On June 14, 2013, Governor Rick Scott signed into law the new Florida Revised Limited Liability Company Act (the “New Act”). The New Act is codified in new Chapter 605 of the Florida Statutes and, as of January 1, 2015, will repeal the existing LLC Act (currently found in Chapter 608). The New Act carries over many of the provisions of the existing LLC Act but makes substantial changes in several respects to reflect unique circumstances affecting Florida limited liability companies (“LLCs”). The New Act is based substantially on the Revised Uniform Limited Liability Company Act of 2006 (as amended in 2011).
The New Act will become effective for all new LLCs formed or registered to do business in Florida on or after January 1, 2014. As of January 1, 2015, all LLCs formed or registered to do business in Florida will be subject to the New Act. LLCs in existence prior to January 1, 2014 may continue to operate under the provisions of the existing LLC Act, unless the LLC elects to be governed by the New Act before January 1, 2015.
The New Act, like the existing LLC Act, is a default statute which means that members of an LLC may override any non-waivable statutory provisions in their operating agreement. The non-waivable provisions of the New Act, however, are more extensive than those provisions in the existing LLC Act. The New Act generally provides that the operating agreement may not vary: (1) the LLC’s capacity to sue and be sued in its own name; (2) the applicable law governing LLCs; (3) the power of a person to dissociate; (4) the grounds for dissolution; and (5) the required content of a plan of merger, a plan of interest exchange, a plan of conversion, or a plan of domestication. The operating agreement also may not eliminate the duties of loyalty and care, or the obligation of good faith and fair dealing. Further, the operating agreement may not relieve or exonerate a person from liability for certain conduct involving bad faith, and similarly may not provide for indemnification for a member or manager when he or she commits certain acts involving bad faith.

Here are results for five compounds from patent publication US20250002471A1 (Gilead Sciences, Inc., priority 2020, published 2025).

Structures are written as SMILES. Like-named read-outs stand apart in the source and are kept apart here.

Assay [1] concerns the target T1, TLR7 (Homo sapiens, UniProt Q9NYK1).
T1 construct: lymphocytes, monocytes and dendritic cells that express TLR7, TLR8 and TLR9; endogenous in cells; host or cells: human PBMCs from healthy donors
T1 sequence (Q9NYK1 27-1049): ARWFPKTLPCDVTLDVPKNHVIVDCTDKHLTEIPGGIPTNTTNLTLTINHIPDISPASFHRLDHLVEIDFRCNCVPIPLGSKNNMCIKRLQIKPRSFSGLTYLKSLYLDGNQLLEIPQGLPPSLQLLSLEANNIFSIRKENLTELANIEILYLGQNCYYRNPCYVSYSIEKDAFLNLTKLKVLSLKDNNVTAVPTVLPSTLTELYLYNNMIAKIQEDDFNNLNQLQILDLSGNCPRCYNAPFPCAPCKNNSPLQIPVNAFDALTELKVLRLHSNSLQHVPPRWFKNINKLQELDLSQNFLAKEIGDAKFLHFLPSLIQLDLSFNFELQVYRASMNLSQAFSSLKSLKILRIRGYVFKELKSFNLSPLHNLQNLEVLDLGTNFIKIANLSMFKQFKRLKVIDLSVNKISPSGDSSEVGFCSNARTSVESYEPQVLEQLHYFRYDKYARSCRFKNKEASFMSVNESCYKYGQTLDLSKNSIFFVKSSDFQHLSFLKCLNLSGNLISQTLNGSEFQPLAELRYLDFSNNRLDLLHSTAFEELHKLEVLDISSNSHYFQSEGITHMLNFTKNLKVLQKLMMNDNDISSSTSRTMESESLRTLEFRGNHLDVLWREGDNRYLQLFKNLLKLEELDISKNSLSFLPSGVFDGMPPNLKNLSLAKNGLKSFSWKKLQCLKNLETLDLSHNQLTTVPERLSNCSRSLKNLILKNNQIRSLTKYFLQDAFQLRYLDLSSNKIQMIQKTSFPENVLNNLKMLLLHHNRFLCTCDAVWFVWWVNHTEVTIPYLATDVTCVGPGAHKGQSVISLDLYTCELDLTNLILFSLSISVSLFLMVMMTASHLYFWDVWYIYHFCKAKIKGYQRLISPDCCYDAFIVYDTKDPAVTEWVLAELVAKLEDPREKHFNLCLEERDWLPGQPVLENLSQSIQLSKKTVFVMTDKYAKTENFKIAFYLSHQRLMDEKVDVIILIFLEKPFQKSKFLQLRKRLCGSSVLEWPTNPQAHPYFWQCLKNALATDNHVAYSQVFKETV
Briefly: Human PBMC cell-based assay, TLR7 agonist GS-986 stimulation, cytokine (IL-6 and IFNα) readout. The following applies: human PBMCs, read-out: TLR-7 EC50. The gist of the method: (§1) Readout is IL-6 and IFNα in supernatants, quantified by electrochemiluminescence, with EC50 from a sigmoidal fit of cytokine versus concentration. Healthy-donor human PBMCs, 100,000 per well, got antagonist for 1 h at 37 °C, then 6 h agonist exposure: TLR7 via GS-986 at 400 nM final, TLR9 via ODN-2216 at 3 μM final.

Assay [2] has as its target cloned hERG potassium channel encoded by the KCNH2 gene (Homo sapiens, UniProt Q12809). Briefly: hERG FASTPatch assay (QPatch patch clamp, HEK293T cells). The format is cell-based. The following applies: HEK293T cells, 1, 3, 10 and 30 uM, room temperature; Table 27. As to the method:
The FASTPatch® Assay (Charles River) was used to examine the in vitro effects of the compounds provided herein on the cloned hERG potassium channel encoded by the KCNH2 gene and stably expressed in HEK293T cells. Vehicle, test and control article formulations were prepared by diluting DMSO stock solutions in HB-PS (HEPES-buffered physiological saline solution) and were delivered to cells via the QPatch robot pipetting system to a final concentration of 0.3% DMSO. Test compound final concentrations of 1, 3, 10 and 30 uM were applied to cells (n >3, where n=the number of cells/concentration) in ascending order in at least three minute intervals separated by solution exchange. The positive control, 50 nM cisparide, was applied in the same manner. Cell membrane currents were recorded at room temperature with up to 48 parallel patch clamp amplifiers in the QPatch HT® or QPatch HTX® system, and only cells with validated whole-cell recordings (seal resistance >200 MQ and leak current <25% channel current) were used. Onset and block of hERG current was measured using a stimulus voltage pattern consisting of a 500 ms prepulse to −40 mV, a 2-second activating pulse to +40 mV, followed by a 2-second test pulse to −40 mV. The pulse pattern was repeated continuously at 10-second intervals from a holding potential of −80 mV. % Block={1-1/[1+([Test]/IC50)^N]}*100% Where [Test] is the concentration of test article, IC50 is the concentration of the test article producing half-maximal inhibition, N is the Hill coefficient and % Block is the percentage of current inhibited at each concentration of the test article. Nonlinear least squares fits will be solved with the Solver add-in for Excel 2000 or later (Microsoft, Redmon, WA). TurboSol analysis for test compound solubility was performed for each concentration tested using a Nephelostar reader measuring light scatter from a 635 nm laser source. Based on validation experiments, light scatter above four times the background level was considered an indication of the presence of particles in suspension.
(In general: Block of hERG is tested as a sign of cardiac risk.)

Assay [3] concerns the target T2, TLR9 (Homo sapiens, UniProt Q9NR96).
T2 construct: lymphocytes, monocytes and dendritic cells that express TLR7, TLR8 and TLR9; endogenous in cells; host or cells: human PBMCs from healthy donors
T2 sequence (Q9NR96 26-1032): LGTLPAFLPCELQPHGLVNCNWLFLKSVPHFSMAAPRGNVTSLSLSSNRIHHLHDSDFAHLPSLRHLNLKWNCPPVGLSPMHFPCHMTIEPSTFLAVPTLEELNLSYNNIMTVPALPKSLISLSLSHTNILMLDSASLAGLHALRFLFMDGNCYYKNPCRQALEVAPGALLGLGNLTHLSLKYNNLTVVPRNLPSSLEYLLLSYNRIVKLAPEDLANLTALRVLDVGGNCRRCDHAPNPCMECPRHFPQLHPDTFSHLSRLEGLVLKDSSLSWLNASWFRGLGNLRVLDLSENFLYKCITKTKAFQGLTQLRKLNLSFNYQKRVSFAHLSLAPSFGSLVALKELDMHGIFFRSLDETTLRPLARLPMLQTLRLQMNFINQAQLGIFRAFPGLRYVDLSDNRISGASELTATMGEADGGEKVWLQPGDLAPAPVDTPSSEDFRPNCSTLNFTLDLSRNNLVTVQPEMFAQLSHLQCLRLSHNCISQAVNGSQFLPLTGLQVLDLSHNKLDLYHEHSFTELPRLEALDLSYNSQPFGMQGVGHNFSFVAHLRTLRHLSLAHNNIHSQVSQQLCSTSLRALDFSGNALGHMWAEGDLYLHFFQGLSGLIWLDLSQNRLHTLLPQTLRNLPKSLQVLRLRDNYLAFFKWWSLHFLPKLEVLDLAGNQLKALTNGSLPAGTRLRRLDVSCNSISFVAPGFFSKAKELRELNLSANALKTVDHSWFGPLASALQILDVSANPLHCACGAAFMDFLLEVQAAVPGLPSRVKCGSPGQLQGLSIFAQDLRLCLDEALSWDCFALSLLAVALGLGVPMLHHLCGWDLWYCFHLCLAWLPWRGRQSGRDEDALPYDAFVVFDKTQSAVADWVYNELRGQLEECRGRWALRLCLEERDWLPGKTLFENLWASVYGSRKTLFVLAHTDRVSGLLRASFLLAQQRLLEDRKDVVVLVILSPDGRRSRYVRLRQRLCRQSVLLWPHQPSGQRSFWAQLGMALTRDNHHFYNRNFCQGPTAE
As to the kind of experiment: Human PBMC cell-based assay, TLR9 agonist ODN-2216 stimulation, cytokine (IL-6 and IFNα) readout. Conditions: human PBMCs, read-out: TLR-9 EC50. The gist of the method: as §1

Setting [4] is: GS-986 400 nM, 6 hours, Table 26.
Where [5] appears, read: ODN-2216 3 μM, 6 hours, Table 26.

The New Act changes many aspects of the existing LLC Act including modifying provisions relating to (1) the rules for the power of members and managers to bind the LLC; (2) the LLC’s management structure (eliminating the term “managing member”); (3) agency and voting rules for members and managers; (4) member dissociation and LLC dissolution; (5) judicial dissolution and appointment of receivers and custodians; (6) service of process on LLCs; (7) derivative actions by members (adding provisions regarding special litigation committees); (8) organic transactions such as mergers and conversions (adding provisions allowing interest exchanges and in-bound domestications by non-U.S. entities); and (9) appraisal rights (adding events that trigger appraisal rights).
The New Act does not change the rules relating to charging orders. The 2011 amendments made as a result of the “Olmstead Patch” continue unchanged in the New Act. Thus, under the New Act, a charging order is still the sole and exclusive remedy afforded a judgment creditor of a member in a multi-member LLC. The New Act continues to include the provisions relating to a judgment creditor of a member in a single member LLC; a creditor of a single member may seek a court supervised foreclosure against the single member’s membership interest, but only upon a showing to the court issuing the charging order that the judgment will not be satisfied out of LLC distributions within a “reasonable time.”
On the whole, the New Act should make the use of Florida LLCs more attractive for business owners.